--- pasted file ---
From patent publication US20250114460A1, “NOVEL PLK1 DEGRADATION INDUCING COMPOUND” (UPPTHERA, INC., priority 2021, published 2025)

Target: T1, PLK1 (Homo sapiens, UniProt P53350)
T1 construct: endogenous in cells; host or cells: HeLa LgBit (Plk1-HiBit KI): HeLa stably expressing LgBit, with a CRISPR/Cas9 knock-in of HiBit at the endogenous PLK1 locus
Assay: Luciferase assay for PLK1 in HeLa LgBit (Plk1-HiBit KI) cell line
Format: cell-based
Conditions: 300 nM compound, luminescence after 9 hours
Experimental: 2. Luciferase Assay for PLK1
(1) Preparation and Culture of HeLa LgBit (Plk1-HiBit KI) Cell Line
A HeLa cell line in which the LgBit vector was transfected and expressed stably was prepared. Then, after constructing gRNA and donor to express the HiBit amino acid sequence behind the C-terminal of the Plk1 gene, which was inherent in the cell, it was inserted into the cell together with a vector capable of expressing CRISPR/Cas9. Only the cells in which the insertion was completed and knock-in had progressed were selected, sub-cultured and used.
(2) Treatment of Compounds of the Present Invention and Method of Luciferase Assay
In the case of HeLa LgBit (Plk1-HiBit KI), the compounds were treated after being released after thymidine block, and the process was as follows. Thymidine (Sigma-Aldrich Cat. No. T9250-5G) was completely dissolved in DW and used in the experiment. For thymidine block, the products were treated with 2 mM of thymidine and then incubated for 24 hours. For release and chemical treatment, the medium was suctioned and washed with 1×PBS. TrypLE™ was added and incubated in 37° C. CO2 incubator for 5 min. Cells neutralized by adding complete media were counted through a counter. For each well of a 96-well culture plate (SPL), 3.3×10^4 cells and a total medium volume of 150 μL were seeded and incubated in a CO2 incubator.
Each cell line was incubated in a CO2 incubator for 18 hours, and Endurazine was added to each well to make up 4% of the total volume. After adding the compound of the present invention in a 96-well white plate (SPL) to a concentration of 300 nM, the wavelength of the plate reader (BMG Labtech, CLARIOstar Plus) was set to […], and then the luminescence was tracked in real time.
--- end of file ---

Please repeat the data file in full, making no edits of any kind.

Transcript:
From patent publication US20250114460A1, “NOVEL PLK1 DEGRADATION INDUCING COMPOUND” (UPPTHERA, INC., priority 2021, published 2025)

Target: T1, PLK1 (Homo sapiens, UniProt P53350)
T1 construct: endogenous in cells; host or cells: HeLa LgBit (Plk1-HiBit KI): HeLa stably expressing LgBit, with a CRISPR/Cas9 knock-in of HiBit at the endogenous PLK1 locus
Assay: Luciferase assay for PLK1 in HeLa LgBit (Plk1-HiBit KI) cell line
Format: cell-based
Conditions: 300 nM compound, luminescence after 9 hours
Experimental: 2. Luciferase Assay for PLK1
(1) Preparation and Culture of HeLa LgBit (Plk1-HiBit KI) Cell Line
A HeLa cell line in which the LgBit vector was transfected and expressed stably was prepared. Then, after constructing gRNA and donor to express the HiBit amino acid sequence behind the C-terminal of the Plk1 gene, which was inherent in the cell, it was inserted into the cell together with a vector capable of expressing CRISPR/Cas9. Only the cells in which the insertion was completed and knock-in had progressed were selected, sub-cultured and used.
(2) Treatment of Compounds of the Present Invention and Method of Luciferase Assay
In the case of HeLa LgBit (Plk1-HiBit KI), the compounds were treated after being released after thymidine block, and the process was as follows. Thymidine (Sigma-Aldrich Cat. No. T9250-5G) was completely dissolved in DW and used in the experiment. For thymidine block, the products were treated with 2 mM of thymidine and then incubated for 24 hours. For release and chemical treatment, the medium was suctioned and washed with 1×PBS. TrypLE™ was added and incubated in 37° C. CO2 incubator for 5 min. Cells neutralized by adding complete media were counted through a counter. For each well of a 96-well culture plate (SPL), 3.3×10^4 cells and a total medium volume of 150 μL were seeded and incubated in a CO2 incubator.
Each cell line was incubated in a CO2 incubator for 18 hours, and Endurazine was added to each well to make up 4% of the total volume. After adding the compound of the present invention in a 96-well white plate (SPL) to a concentration of 300 nM, the wavelength of the plate reader (BMG Labtech, CLARIOstar Plus) was set to […], and then the luminescence was tracked in real time.